NanaWall Systems provides a sleek, folding, glass wall system that's seen in a lot of green homes that we mention (for example, see this Sunset Breezehouse). A homeowner may purchase a NanaWall for any number of reasons, whether to blur indoor and outdoor spaces, provide views, or draw natural light into interior spaces. Now, though, all this can be done with greater efficiency using NanaWall's new SL70 with triple glazing system.
A new company, Wattvision, is rolling out a beta version of an energy monitoring system, and it seems promising. The company is selling the Wattvision Sensor for $199 (currently only $149 with the code “wvbetablog“), which can be applied to compatible digital meters. With an online account at Wattvision and the sensor installed, you can start monitoring electricity usage online, on your phone, or through email reports.
As first reported by the New York Times recently, a new life cycle assessment of illuminants conducted by Osram, a German lighting company, provides support for the belief that LEDs are more efficient than incandescent bulbs. In fact, over the entire life of the bulb, from manufacturing to recycling, incandescent bulbs use approximately five times more energy than compact fluorescents and LED lamps.
The Center for Neighborhood Technology (CNT) conducted a post-occupancy study of 25 LEED commercial projects in Illinois and just published the first round of results from their research. The Regional Green Building Case Study Project is one of the first post-occupancy studies to measure energy performance, greenhouse gases emissions, water use, transportation effects, construction and occupancy costs, health benefits, and occupancy comfort on a regional scale. Although CNT found that some LEED projects perform better than others, they also determined that investing in energy efficiency pays off.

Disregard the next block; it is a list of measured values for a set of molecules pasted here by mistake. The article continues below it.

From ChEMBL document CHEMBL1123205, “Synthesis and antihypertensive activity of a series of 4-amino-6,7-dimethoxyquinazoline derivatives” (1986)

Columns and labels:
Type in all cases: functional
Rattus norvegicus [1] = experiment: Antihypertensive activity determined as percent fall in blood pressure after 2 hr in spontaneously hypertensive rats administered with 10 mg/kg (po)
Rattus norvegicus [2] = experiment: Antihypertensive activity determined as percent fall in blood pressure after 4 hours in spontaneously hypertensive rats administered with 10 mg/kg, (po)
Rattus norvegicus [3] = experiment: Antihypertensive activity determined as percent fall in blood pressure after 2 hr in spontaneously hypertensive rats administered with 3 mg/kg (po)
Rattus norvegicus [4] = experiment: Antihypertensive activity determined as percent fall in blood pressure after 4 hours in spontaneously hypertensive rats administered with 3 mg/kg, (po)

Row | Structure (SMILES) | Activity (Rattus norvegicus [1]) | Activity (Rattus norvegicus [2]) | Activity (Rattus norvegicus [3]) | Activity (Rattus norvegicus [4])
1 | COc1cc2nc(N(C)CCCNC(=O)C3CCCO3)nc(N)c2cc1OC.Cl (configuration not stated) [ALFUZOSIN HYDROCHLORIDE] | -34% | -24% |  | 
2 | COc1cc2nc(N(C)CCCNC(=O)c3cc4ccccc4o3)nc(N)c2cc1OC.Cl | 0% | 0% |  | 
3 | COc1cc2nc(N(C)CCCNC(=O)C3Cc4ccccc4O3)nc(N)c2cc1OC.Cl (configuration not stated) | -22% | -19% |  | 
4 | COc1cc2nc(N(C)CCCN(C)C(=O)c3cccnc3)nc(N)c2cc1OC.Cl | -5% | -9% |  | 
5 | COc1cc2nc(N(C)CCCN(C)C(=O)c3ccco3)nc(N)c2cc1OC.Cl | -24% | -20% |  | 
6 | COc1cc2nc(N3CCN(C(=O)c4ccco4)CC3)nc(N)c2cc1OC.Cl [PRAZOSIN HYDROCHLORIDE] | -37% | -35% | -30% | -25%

We all know there's money in energy efficiency, but sometimes, it's hard to justify the upfront costs to receive the benefits over time. When crunching the numbers, it helps to recall the Energy Pie Chart that Steven Chu posted to his Facebook recently — lighting accounts for 26% of energy use in commercial buildings! Which is why Holiday Inn will save ~$4.4 million annually as they swap out their neon and fluorescent signage for super efficient LED signage.
In the mid-1980s, Amory Lovins, co-founder, chairman, and chief scientist of the Rocky Mountain Institute, built an efficient, 4,000 square foot home in Colorado for living and working. By today’s thinking, the home is a little larger than most greenies would prefer, but it was built to be 90% more efficient than a traditional home of its size. That’s pretty impressive, especially at a time when the panels on the roof of the White House were being taken down for “repair.”